Tessa Gordziejko sees Yorkshire’s Cultural Olympiad programme as providing a new model for future producer-curated programmes
Historically, Cultural Olympiads have set out with grand ambitions and budgets which are eroded in the years between winning the bid and delivering the Games – Sydney went from A$51m to 21m, Atlanta $40m to 25m. London’s ‘Singapore promise’ for 2012 was of a genuine ‘marriage of sport and culture’ as per Baron de Coubertin’s vision – but with no central budget. So when I arrived in 2007 as part of a UK network of Creative Programmers for London 2012, we faced the challenge of persuading regional partners to spend their own money delivering projects which collectively would form the UK Cultural Olympiad.
You know that old joke about Yorkshire people – deep pockets, short arms? Had this continued to be my task I doubt I would still be here. However, within six months of starting an opportunity arose to bid for Legacy Trust UK funds for a regional programme which spanned the three Olympic values – sport, culture, education, with the emphasis on culture. About 150 conversations later, with artists, arts organisations and agencies, a theme emerged which would define Yorkshire’s programme – human movement. We bid, we won.
Almost. Our original bid was rejected. It specified the content and delivery partners for the programme, and the Legacy Trust wanted us to keep the selection of projects open, to reach beyond the ‘usual suspects’. Disappointing at the time, in retrospect this was a critical factor in the success of the programme now being delivered. With a stronger plan, we got an award of £2.24m for Imove, a three-year Cultural Olympiad programme for Yorkshire.
From the outset there were very clear parameters. Firstly, this was a curated programme, not a funding scheme. We wanted to bring in artist-led projects from across the region in response to the theme of human movement; we needed to reach new audiences and participants; and the programme should say something about Yorkshire, its landscapes and communities.
Through a bidding process, we awarded several large programme strands to partnerships including National Media Museum, National Centre for Early Music, Bradford Museums and Northern School of Contemporary Dance. Interesting new partnerships also emerged between Chol Theatre, visual artists Paul Floyd Blake and Jason Minsky, movement artist Laura Haughey, writer Kaite O’Reilly, Sheffield Crucible Theatre and Sheffield Hallam University, delivering ‘Extraordinary Moves’ – exhibitions, debates and performances which explore issues around sports enhancement technologies, movement, disability and superhuman performance.
For the next 18-month phase of commissioning, I recruited three Associate Producers alongside me. Projects were put forward through a ‘pitch’ process and the most promising went into a period of research and development. The best of these were commissioned once our recommendations had been approved by our specialist Programme Board. The producers oversaw the further development and delivery of each project, ranging from offering a guiding ‘hand on the tiller’, to providing organisational and production support, introducing collaborations and audience focus, where it was needed.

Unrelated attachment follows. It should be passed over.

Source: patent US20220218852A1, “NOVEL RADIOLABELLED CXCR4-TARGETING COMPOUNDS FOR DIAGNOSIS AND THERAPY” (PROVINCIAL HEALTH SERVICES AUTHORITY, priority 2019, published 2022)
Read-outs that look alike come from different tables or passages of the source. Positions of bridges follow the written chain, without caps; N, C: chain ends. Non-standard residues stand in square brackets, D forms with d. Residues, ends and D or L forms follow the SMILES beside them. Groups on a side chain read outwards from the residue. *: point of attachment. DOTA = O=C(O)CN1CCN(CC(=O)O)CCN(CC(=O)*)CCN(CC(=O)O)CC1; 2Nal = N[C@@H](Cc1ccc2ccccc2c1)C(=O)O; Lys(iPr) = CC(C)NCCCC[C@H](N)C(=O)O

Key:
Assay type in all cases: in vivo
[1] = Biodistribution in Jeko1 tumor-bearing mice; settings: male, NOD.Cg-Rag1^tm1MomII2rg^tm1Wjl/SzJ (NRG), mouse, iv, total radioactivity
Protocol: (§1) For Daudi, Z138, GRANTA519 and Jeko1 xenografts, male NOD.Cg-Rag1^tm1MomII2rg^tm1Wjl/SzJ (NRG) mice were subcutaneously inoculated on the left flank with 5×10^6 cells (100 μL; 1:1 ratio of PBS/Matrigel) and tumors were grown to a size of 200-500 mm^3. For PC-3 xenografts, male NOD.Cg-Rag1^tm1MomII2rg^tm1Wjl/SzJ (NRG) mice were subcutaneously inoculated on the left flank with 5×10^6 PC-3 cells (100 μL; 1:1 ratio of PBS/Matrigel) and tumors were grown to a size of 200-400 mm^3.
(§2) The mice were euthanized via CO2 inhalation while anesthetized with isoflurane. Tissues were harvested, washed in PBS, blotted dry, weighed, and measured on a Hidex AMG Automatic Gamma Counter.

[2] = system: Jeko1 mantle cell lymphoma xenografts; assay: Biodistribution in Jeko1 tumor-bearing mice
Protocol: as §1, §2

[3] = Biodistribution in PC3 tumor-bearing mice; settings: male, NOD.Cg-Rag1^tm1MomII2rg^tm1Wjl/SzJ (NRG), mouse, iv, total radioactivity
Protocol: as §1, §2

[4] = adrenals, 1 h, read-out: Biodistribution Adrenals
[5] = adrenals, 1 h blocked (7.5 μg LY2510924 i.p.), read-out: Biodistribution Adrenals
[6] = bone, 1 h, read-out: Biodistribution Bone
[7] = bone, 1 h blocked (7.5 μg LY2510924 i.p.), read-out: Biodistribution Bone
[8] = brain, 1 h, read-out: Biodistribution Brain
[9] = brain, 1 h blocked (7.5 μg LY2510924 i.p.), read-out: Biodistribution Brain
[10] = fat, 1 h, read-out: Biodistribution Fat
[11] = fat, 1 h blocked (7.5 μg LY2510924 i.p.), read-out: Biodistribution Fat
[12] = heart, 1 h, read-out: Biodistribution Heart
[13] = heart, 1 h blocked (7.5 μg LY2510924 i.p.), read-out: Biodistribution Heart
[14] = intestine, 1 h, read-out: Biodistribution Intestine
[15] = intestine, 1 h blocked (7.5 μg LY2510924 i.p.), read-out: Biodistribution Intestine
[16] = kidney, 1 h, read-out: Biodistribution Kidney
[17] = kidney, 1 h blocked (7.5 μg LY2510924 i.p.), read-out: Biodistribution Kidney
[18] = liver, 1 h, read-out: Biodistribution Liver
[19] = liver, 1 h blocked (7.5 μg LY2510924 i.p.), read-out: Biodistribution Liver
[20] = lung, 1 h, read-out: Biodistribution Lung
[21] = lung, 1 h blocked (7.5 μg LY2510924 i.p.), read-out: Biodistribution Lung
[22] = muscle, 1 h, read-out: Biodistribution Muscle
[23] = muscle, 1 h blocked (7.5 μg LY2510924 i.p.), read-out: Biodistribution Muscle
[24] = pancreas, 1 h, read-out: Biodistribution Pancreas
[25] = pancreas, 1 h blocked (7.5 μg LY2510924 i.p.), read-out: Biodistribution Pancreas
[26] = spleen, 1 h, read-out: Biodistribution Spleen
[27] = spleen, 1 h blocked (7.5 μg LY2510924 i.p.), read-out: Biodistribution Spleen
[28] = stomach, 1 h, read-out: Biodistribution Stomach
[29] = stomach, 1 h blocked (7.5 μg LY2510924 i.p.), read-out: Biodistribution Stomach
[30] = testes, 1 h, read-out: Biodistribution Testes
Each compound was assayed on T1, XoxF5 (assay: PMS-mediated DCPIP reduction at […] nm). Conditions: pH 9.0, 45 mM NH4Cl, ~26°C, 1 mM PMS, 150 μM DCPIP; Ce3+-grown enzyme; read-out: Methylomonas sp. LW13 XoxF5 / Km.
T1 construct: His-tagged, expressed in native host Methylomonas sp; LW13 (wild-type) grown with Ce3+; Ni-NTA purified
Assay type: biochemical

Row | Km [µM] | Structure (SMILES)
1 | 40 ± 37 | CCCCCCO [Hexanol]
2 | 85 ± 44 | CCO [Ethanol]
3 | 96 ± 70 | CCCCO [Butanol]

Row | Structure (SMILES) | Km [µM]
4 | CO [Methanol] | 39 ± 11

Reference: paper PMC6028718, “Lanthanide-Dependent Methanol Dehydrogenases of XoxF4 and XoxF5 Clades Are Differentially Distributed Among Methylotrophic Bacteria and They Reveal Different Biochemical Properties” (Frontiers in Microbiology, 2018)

The benefits of this have been manifold. The quality of creative ideas and Imove ‘fit’ has resulted in innovation and excellence. We have been able to support artists at different stages of their careers, helping experienced artists to realise Olympic-sized ambitions: dance artist Balbir Singh is creating a fusion of Kathak Dance and synchronised swimming, culminating in a performance in the international pool at Ponds Forge in Sheffield in June 2012; Madani Younis and Freedom Studios in 2011 created ‘The Mill’, a site-specific production in a disused Bradford mill; and Alan Dix and Shanaz Gulzar are celebrating our spluttering love affair with the internal combustion engine in ‘My Last Car’, performance and installation at locations in rural North Yorkshire this summer.
We have also encouraged emerging artists, and those without an organisational infrastructure, to stretch themselves: Scunthorpe Co-operative Junior Choir and Proper Job are producing ‘Cycle Song’, a massive community opera in Scunthorpe about local cycling hero Lal White; and dance artist Harry Theaker is making ‘The Traipse’, a contemporary redefinition of Englishness through the rapper folk traditions, from Grimsby to Leeds.
Imove has given us the opportunity to work with high profile artists in different ways: Simon Armitage’s ‘Stanza Stones’, a poetry trail carved in stone across the Pennines whilst also working with young writers ; Ian McMillan is librettist for ‘Cycle Song’; Akram Khan returned to his alma mater, the Northern School of Contemporary Dance, to restage ‘Vertical Road’ with the graduate company, Verve, touring spring 2012.
Imove’s own marketing has provided a brand identity which gives projects profile, supports those with limited capacity and reaches new audiences. Overall programme management has aggregated, and hence reduced, reporting requirements to funders and contact with the byzantine mechanisms of London 2012, taking the load off individuals or organisations with limited administration capacity.
Imove carries a central ‘Big Idea’ and ethos with potential to connect more widely than would be possible with a single arts project. It may also provide a future model for producer-curated programmes: neither festivals nor institutions, something more radical and flexible. I believe that the 2012 opportunity that Yorkshire has grasped will have lasting benefits through the legacy of both individual projects and the way we have worked with them. We may not know its extent for a few years yet.